This Distracted Globe random header image

The Big Knife (1955)

October 31st, 2006 · 1 Comment


Matinee idol Charlie Castle (Jack Palance) struggles with whether or not to ink a seven year contract with Hoff Federated, the movie studio that made him a star. His estranged wife Marion (Ida Lupino) is disenchanted with celebrity, and feels that the once passionate “Charlie Cass” has sold out his ideals and that they should get as far away from Hollywood as they can.

Charlie argues that the industry can still produce movies with “guts and meaning.” Marion names “Stevens, Mankiewicz, Kazan, Huston, Wyler, Wilder, Stanley Kramer” as producing work with artistic integrity, but never Stanley Hoff, the studio boss whom Charlie is beholden to. Marion convinces her husband not to sign, but when the bullying Hoff (Rod Steiger) visits the house, Charlie buckles.

Back with the studio family, Charlie’s problems become Hoff’s to manage. B-list starlet Dixie Evans (Shirley Winters) has learned that a drunk driving fatality Charlie’s friend and manager took the rap for years ago was actually Charlie’s fault. Hoff’s articulate assistant Smiley Coy (Wendell Corey) intends to silence her permanently and would like Charlie’s help.


Directed by Robert Aldrich, from a screenplay James Poe adapted from the play by Clifford Odets, The Big Knife sounds a lot more watchable than it actually is. It usually gets filed in the “film noir” genre that was growing in strength at the time, but this is straight melodrama at best, a soap opera at worst, with all the rigid liabilities of a piece written for the stage on full display.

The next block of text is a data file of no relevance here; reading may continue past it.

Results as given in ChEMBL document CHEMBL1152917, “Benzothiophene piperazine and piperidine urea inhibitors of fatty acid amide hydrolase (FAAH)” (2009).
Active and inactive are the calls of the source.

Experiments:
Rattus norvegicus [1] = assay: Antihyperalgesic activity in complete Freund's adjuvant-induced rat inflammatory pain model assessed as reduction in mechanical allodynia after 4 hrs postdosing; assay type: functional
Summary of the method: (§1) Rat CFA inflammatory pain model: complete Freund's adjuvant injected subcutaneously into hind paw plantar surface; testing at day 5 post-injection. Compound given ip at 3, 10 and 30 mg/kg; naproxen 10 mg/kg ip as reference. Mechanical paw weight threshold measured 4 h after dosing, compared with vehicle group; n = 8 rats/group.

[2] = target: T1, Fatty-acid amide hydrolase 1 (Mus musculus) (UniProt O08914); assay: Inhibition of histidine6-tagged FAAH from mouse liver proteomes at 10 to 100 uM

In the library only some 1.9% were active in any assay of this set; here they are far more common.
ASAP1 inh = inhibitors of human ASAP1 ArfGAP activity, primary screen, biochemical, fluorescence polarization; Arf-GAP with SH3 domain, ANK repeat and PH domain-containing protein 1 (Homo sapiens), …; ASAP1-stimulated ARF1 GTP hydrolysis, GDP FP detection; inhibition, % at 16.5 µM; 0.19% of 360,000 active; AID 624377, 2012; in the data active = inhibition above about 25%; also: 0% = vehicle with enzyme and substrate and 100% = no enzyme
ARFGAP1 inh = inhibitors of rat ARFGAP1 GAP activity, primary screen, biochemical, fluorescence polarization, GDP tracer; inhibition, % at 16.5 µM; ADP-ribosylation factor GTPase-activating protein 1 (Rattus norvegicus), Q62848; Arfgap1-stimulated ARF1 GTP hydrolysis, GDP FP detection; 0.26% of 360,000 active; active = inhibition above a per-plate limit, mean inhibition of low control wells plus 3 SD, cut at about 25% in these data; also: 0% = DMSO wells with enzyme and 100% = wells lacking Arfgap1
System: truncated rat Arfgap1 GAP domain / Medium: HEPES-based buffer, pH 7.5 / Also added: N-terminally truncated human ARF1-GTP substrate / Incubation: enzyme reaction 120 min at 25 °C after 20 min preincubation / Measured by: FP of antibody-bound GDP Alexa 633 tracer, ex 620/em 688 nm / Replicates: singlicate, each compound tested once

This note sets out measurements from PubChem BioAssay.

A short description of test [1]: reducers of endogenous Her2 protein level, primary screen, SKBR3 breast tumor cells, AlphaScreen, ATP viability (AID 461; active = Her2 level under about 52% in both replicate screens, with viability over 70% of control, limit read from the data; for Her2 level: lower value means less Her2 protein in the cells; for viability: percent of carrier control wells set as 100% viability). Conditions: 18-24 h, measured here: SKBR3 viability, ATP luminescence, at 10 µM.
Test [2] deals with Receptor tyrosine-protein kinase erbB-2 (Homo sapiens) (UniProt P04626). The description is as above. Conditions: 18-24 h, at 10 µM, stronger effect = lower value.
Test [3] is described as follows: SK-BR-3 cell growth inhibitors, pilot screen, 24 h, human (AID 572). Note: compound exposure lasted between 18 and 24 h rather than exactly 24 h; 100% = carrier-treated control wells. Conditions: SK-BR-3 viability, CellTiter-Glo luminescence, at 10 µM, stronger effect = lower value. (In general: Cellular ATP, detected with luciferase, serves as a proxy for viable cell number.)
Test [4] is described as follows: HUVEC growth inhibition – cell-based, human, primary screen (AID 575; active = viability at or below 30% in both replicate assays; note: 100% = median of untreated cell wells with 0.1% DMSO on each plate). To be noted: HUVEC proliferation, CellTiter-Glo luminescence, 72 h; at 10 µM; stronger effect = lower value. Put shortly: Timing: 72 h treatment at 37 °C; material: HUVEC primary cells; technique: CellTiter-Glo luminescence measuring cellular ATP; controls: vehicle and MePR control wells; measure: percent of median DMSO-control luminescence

Clifford Odets, who had joined the American Communist Party before World War II, spent several years toiling in Hollywood in the ’40s. This experience made its way into The Big Knife, which debuted on Broadway in 1949, with John Garfield in the lead. Odets wound up trying to clear allegations made by HUAC that he promoted Communism. This turmoil – stewing beneath the surface of Tinseltown’s glamour – is evident in the film, though Odets was spared the blacklist, and continued to work in the industry, later writing The Sweet Smell of Success.

If there’s ever been a movie that could be acted out live in front of an audience without changing a word in the script, it would be this one. All but two brief scenes take place in the living room of Charlie’s Bel Air home, but without live actors standing in front of you bellowing, the movie is hard to sit through.


The film version features a memorable credits sequence where we see Palance’s head and watch him wound up as tight as a coil, but once that’s over, the story is dependent on staged monologues. The effect this has on the 114 minute film is to make it feel twice as long.

Jack Palance does as good as he can, but is too hard bitten to be believable as a charming, larger than life Clark Gable type. Rod Steiger flies in and occasionally goes over the top, though Lupino and Wendell Corey are dependable character actors who are subtle and engaging.

Odets does write some sharp dialogue, most memorably the advice Charlie’s agent gives him: “Never underestimate a man just because you don’t like him.” The musical cues Aldrich employs are heavy handed to the point of being funny, like a soap opera. Despite the turn toward the end of the film, there is no criminality or skullduggery going on in the story. I’d recommend this only to theater buffs with epic concentration, or Palance fans.


Tags: 24 hour time frame

1 response so far ↓

  • 1 Chicken Lady // Nov 1, 2006 at 9:04 am

    Oh, and BTW….one thing that might improve your site (although you didn’t for my opinion, is to have a “gereral comment” link….cause there are lots of things that I would love to comment on, but no place to leave them except at the end of one of your reviews…and what if I don’t have a comment for that particular review, but just a general comment about something else that I saw??? Kind of like the “3’s company” thing….. See I have to leave my comment on the review for the Howling cause there isn’t a “general comment” link…. Oh and BTW I found some spelling errors, but of course can’t leave the comment for them where I found them cause there isn’t a “general comment” link…

    Just thought you might like some feedback…..

Leave a Comment